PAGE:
The Aramco representatives reinforced the importance of oil for the Saudi economy. Throughout much of the ‘oil boom,’ oil revenue was the Kingdom’s main source of wealth, and was what propelled the Saudi economy to great heights. Even to this day, Saudi oil remains a key element in the Saudi economy. When asked about possible energy competitors, such as Iran, Iraq, and Libya, the representatives expressed optimism in Saudi Arabia’s continued dominance of the world’s oil supply. They argued that political instability in those countries has prevented them from effectively exporting oil and that, even if they did manage to export oil, the world’s increasing oil demands would still increase Saudi exports. Indeed, the representatives noted that even the United States, despite becoming more energy independent and increasing its own production of oil, is still important increasingly large amounts of oil annually.
The representatives also focused attention on other ways the Saudi oil industry has helped the Saudi economy. Expanding the oil industry, they argued, would be an effective way to deal with the widespread unemployment of Saudi youth. As many Saudis leave college with engineering or technical degrees, which are suited for oil extraction and production, the Saudi oil industry is a key source of employment.
A map of Saudi Arabia’s oil and gas fields.
However, even the Aramco representatives acknowledged that times and technologies are changing. Oil will not be a key energy resource forever, and for a country which relies so heavily upon its export, change must occur. One of their key focuses was on Aramco’s research and development efforts, which have been focused on developing cleaner oil technologies and expanding into other energy sectors. They noted that, while oil was the source of over 70% of the Saudi income in the 1980s, it is now only 30%… a number they still consider too high. To combat a future of slowing oil exports and demand, Saudi Arabia, a country with money to spend, is heavily investing in renewable energy sources such as solar power. Meanwhile, Aramco is starting to develop and expand the Saudi petrochemical industry, hoping to diversify Saudi exports and production.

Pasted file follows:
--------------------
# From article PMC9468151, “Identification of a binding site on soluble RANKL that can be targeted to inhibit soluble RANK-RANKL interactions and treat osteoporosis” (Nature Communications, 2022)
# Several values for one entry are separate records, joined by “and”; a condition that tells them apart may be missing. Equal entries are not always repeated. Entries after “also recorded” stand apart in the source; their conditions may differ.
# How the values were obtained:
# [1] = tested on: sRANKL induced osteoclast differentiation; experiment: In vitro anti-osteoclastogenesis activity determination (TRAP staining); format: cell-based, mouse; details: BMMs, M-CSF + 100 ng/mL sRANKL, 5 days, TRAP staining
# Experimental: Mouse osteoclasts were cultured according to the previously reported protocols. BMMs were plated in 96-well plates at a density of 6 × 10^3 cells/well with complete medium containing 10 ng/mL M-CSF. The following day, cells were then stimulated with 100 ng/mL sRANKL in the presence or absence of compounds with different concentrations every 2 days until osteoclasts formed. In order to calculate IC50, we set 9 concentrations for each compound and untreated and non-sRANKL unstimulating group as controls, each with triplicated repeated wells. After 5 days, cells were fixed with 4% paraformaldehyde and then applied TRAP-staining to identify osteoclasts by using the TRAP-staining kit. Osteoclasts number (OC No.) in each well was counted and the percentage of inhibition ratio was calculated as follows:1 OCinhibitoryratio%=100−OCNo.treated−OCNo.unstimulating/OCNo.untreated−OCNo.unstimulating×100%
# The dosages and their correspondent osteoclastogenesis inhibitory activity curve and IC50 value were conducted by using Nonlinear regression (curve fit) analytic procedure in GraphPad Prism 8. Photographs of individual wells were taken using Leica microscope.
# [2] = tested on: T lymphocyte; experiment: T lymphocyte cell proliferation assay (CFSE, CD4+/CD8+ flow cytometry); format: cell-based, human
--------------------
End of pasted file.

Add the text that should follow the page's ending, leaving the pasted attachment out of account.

When probed about environmental concerns, however, the Aramco representatives pointed out that oil is still very much a necessity right now. Oil, despite being environmentally unfriendly, brings many benefits into this world. As one representative noted, “Oil makes plastics possible, which make incubators possible.” Still, as noted earlier by Aramco’s research into cleaner oil technologies, the company feels a social responsibility to make its exports more environmentally friendly. After all, as a representative pointed out, cleaner oil drives up oil demand, a win-win for all involved.
It is clear from the presentation given by the Aramco representatives that oil is still very much a key resource in the Saudi economy, and its production and export is still what drives the economy forward. As such, understanding Saudi Arabia’s involvement in oil production is key to understanding the Saudi economy and, in turn, the Saudi state. It will be very interesting to see, as time goes by, how the Saudis respond to changing energy demands, and whether their new focus on cleaner and renewable energies will be able to power their economy as successfully as oil does today.